A marked improvement in craftsmanship over the first Atelier Dusk entry.
Atelier Shallie: Alchemists of the Dusk Sea DX is the final entry in the Atelier Dusk Trilogy Deluxe Pack, and it brings a variety of changes to the formula compared to Atelier Ayesha: The Alchemist of Dusk DX, for which you can find a review here that details more basic mechanics of these games. While much of the overall gameplay experience is familiar, quality of life tweaks such as the removal of the in-game time limit, the ability to adjust the camera, and the division of the story into chapters all contribute for the better. That said, the feelings of repetition and monotony begin to rear their ugly heads as you head into the final third of the game.
Atelier Shallie features two protagonists, Shallotte and Shallistera, two alchemists who are working towards different goals. You actually are given a choice of which character’s arc you want to follow after the game’s prologue, and I chose Shallistera, who is the future chief of her village and is tasked with restoring water to her suffering people. Her route and much of the overall narrative center on discovering the cause of the disappearing water sources throughout the world. As it turns out, you end up meeting and befriending Shallotte on this path, and she eventually joins your party as her path becomes intertwined with Shallistera’s.
The primary gameplay loop through each chapter involves completing side missions and requests that are given to you by other characters and the game itself. You might have to defeat a certain number of enemies, synthesize a specific number of items, or complete a handful of the bounty-like requests before you can advance the story. There is never really a shortage of things to do, but over the course of 10 chapters and 30+ hours, you’ll have done the same types of missions and fetch quests countless times. Lack of gameplay variety seems to be a glaring issue the further you get into a title from this franchise.
Combat is more involved in Atelier Shallie compared to Atelier Ayesha. There is more flair and spectacle to the proceedings, and each party member has a variety of abilities, combos, and their own ultimate attack to help you mow down enemies. You don’t really encounter meaningful boss fights until the latter stages of the game, which means it’s possible that you get to the final chapter or two unprepared for the battles to come. Fortunately, you can adjust the game’s difficulty at any time. Another new mechanic is the growth system that eventually opens up after reaching a certain level and allows you to add points to specific stats or acquire new passive abilities.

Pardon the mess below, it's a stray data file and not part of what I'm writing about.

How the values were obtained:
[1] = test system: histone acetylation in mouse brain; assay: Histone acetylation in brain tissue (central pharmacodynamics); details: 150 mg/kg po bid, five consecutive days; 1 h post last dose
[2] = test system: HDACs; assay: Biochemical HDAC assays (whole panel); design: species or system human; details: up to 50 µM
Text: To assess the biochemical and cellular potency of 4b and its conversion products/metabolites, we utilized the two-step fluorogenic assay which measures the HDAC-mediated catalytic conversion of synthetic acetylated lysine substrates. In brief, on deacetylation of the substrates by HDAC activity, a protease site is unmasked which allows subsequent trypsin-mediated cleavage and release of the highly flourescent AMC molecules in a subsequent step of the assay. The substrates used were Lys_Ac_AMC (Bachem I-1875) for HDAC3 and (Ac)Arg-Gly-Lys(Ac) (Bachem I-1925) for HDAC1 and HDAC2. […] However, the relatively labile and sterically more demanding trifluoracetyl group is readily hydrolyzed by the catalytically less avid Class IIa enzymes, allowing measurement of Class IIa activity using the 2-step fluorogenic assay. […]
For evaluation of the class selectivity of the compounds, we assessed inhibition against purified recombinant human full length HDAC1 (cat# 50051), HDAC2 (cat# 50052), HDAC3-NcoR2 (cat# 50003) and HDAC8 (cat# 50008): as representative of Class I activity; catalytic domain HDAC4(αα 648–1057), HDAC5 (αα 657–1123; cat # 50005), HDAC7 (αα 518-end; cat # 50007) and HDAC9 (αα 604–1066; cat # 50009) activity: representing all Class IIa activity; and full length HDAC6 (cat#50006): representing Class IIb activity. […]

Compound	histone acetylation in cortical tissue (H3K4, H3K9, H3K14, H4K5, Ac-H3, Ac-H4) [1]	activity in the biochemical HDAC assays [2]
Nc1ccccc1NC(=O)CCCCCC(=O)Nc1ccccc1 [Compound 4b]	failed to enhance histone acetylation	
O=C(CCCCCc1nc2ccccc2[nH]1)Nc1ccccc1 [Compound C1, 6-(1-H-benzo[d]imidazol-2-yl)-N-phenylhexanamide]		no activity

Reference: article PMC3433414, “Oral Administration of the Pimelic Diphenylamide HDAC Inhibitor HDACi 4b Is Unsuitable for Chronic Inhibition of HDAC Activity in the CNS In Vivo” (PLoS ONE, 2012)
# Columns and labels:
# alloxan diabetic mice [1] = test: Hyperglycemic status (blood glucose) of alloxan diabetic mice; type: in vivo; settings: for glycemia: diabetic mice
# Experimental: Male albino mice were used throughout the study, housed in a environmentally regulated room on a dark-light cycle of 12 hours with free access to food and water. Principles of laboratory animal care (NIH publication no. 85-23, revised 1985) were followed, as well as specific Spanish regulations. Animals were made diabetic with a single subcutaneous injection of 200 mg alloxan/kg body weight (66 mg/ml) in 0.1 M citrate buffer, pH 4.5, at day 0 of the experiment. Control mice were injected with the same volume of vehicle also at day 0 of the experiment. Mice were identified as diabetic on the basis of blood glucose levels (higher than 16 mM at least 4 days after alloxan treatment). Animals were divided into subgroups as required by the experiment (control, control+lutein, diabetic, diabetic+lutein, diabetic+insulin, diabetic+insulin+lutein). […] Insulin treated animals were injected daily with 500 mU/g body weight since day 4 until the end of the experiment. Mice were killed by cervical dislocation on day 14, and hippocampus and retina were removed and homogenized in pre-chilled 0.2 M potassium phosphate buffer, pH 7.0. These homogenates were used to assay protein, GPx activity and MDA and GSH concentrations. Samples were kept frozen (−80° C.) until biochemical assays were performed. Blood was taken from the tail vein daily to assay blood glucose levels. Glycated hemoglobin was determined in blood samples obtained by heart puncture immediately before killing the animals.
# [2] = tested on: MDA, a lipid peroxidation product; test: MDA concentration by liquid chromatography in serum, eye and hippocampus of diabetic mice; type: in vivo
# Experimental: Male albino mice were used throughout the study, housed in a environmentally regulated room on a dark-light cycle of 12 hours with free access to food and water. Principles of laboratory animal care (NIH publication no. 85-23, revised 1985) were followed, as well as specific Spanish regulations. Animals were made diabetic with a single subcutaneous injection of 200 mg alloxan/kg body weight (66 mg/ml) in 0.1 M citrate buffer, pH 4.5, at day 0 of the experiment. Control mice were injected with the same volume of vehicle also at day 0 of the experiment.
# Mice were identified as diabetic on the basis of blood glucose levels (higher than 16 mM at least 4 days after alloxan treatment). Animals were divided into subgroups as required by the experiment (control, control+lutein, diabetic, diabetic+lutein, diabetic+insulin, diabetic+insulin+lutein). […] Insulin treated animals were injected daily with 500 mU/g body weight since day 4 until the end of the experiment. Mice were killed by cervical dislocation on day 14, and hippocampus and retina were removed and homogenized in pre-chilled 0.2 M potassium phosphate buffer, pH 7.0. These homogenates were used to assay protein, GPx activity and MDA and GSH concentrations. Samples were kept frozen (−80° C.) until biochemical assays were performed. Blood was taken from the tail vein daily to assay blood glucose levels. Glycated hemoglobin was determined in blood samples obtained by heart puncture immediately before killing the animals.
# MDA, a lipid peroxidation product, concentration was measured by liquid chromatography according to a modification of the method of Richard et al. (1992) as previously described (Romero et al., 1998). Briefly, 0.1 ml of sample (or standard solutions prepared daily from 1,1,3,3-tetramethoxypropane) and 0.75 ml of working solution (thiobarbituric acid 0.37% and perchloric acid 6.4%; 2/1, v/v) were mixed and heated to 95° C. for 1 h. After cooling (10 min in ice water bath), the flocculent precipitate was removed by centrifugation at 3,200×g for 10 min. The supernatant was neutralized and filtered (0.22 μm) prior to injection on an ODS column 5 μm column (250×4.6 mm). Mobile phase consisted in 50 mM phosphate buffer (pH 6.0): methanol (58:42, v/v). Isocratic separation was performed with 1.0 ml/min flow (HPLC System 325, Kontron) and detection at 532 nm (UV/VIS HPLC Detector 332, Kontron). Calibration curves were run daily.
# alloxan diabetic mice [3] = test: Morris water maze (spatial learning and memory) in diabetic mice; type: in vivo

If you’re looking for deep, well-written characters with compelling dialogue and emotion-filled exchanges, it’s likely that Atelier Shallie will disappoint. There is a light-heartedness and whimsy to the game world and its inhabitants that prevents any real gravitas or sense of immediacy. When you consider that most of your time is spent sailing from one overworld map landmark to the next, clearing out enemies and harvesting crafting materials, and then doing it enough to see the next story beat, it’s hard to get invested in the overarching story. That said, it was fun to see characters from the previous two entries make their appearances and play a role in the game.
Atelier Shallie: Alchemists of the Dusk Sea DX is a refined adventure that ends the trilogy on a higher note than it began. However, it brings with it the same vapidity and monotony that inspired me to hold down the fast-forward option through the final half of the experience. It’s clear that the Atelier franchise understands the way in which RPG players love feeling rewarded and as if they are making progression. Meters are constantly filling; new crafting recipes are always becoming available. Whichever Shallie you choose, she is continually becoming a stronger and more capable alchemist. It just would have been nice to see the conclusion of the trilogy grow in the same way its heroines do.